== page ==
New data shows measurable progress on Alaska’s food stamp backlog

a sign says "We accept Quest/EBT cards"
A sign outside of a store in midtown Anchorage announcing that they accept EBT Cards, the distribution method for SNAP benefits. (Hillman/Alaska Public Media)

The division of state government that handles food stamps has made progress in eliminating the backlog of thousands of Alaskans waiting for aid, but it still has work to do.

Families must have their income checked periodically in order to keep receiving food stamps. But sharp delays in those recertifications kept families waiting months for food aid. In March, only 4% were done on time. But the most recent Division of Public Assistance data shows a rebound — now nearly half of the recertifications are processed within a month.

That’s still a long way from the target, which is to get them all done within 30 days, but division Director Deb Etheridge said on Monday that it shows things are going in the right direction.

“Once we can get rid of those backlog numbers, then you start to see the real timeliness. As long as we have numbers in the backlog, you’re not going to see the actual timeliness,” she said.

In other words, things are still slow because the division is working against a deficit. Etheridge said that the division finished processing the part of its backlog that is recertifications — those accounted for most of the backlog that began to grip the state last fall and intensified through the winter and spring.

The backlog of new applicants is down also, to about 5,500 people and families. Of those, roughly 255 are expedited applications, which are supposed to be processed within 10 days. Applications qualify to be expedited for several reasons, including extreme financial need. Etheridge said she hopes her division can finish that expedited list within a couple of weeks.

State data shows that the division is processing less than half of those new food stamp applications on time, but Etheridge said that’s because the division was focused on clearing the waiting list of recertifications and expedited applications.

“You won’t see the improvement in timeliness in new applications or expedites on that chart, but you’ll see it in recertifications,” she said. “That’s all part of the strategy.”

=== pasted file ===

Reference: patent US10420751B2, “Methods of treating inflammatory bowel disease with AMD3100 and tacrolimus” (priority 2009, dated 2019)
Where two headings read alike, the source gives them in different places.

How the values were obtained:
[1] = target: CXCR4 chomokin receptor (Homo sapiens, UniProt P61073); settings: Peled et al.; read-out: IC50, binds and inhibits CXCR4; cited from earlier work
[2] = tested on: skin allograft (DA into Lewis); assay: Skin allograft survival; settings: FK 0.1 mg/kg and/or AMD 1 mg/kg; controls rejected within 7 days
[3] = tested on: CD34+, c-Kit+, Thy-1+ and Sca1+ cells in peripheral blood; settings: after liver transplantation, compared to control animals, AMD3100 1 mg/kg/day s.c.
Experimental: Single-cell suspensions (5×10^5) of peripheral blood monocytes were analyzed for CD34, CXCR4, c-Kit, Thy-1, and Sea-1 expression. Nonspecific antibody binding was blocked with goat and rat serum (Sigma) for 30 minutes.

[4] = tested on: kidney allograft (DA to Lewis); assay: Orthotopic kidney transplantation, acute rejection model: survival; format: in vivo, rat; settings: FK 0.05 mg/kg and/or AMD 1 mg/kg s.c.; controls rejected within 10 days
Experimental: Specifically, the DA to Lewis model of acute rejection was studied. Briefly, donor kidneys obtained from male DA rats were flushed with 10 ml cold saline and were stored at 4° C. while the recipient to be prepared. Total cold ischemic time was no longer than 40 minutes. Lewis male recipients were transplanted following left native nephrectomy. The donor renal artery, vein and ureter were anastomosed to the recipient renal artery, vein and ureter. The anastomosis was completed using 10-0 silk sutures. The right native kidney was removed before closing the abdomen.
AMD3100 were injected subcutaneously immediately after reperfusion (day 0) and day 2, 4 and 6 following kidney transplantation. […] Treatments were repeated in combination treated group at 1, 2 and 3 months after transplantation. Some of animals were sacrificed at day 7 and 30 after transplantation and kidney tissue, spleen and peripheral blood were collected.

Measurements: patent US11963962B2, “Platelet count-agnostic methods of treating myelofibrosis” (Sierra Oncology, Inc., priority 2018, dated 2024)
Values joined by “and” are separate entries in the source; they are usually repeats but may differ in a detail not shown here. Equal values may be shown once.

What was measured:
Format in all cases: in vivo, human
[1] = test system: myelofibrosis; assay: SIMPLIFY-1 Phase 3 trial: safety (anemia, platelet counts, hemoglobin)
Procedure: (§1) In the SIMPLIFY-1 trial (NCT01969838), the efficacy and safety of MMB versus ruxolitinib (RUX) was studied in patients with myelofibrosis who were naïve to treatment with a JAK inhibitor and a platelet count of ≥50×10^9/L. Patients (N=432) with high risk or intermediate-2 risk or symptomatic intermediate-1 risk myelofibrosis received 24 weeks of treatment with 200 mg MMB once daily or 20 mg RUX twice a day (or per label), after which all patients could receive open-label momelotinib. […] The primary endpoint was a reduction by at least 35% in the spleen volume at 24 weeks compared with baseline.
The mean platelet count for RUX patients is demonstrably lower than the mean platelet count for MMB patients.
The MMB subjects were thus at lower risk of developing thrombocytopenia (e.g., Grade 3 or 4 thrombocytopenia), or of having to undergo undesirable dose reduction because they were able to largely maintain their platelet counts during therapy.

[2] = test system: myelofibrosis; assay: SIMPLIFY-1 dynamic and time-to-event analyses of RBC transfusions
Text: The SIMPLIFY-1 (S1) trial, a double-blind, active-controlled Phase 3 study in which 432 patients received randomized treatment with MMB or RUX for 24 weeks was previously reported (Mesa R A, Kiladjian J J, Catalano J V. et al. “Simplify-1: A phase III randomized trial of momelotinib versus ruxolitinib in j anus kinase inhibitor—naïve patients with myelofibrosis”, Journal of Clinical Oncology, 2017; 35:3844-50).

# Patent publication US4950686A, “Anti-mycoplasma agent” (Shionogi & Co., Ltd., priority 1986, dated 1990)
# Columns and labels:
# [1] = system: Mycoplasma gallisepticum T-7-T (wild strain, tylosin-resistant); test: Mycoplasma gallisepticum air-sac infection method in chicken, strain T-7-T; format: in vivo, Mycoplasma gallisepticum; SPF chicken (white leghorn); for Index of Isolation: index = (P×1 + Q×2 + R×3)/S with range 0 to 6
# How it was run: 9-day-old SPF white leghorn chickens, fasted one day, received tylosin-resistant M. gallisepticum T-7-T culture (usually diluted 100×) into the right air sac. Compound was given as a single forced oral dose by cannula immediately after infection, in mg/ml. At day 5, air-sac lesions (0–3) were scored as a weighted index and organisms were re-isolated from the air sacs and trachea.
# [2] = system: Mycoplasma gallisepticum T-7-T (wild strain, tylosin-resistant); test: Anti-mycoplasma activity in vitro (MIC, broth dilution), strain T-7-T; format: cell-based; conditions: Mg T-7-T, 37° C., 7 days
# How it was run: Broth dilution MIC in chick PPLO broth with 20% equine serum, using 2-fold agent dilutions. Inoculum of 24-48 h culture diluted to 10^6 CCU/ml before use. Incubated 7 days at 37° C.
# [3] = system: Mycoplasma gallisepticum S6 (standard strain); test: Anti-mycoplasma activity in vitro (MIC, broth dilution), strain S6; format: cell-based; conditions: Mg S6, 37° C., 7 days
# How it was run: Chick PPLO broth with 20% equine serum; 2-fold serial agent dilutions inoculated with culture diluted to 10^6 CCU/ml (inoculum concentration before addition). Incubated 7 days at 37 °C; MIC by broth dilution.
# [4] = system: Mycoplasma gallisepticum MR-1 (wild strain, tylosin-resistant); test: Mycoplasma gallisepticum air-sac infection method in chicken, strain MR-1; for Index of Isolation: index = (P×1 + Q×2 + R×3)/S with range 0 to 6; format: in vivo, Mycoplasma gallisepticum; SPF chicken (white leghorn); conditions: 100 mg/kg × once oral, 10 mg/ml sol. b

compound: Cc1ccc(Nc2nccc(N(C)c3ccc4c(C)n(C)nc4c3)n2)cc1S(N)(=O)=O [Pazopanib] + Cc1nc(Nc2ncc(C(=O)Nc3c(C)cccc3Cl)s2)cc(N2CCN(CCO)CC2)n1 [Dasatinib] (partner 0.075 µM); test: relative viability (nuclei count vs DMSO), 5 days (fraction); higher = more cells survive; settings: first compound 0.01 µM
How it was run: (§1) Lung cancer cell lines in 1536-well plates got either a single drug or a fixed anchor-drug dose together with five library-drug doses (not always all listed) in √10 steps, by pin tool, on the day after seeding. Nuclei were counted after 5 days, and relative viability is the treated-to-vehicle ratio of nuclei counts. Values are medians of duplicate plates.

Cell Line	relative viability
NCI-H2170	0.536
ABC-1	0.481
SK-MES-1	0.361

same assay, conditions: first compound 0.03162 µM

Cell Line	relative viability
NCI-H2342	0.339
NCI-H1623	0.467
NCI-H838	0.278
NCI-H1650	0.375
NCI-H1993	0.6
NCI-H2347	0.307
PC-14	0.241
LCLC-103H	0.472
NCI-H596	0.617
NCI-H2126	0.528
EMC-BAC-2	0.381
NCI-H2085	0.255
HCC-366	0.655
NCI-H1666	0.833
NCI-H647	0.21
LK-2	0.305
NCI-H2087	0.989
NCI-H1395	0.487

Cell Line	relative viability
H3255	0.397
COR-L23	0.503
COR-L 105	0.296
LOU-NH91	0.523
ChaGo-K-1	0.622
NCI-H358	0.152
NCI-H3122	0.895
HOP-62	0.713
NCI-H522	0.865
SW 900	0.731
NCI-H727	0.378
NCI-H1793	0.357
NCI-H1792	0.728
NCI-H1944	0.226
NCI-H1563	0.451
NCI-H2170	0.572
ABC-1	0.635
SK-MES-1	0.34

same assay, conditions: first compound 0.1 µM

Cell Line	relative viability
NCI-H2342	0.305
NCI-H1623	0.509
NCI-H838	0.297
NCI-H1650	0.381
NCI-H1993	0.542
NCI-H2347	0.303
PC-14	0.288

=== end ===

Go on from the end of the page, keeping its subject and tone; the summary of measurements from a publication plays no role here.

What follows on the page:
Fewer people waiting

During the height of the backlog, people waiting more than a month for food stamps could enlist pro-bono help from Alaska Legal Services to ask for a hearing to get the state to process their applications. Demand for the service was so high early in the year that the group took on extra volunteer attorneys to help. Leigh Dickey, the group’s advocacy director, said the demand for their services has tapered, but it hasn’t disappeared.

“We are seeing fewer requests for help,” she said. “But we are still seeing clients who are experiencing delays at recertification. So I know the state has been saying that they’ve cleared the SNAP recertification backlog. And that’s not true based on our caseload.”

Dickey said the group has gotten requests for help with recertifications from April, May and June.

Etheridge said sometimes recertification applications do go into a backlog when the division is waiting on extra information. Or, she said, people waited too long to recertify and have to reapply, so the system counts them as a new application rather than a recertification — even if that applicant has received food stamps before. If there are any Alaskans waiting on a recertification, she said, she wants to hear about it: “We’ll process that application,” she said.

a graph
Data and graph from the Alaska Department of Health.


The state is on track to have an online application for food stamps by December, according to Etheridge. It has been developed and reviewed and is currently in the testing process with the federal government. Most states use them. The benefits include less paperwork for clients, better applications for workers, and a reduced reliance on the mail, Etheridge said.

The division also has a new cohort of about 15 hires that should be in training soon, she said, some of whom were promoted from within the division.

“We’re not growing the number of staff as fast as I would like to see,” she said, but added that part of the reason growth is slow is those internal hires – so the state has to fill vacancies caused by the promotions – along with some turnover.

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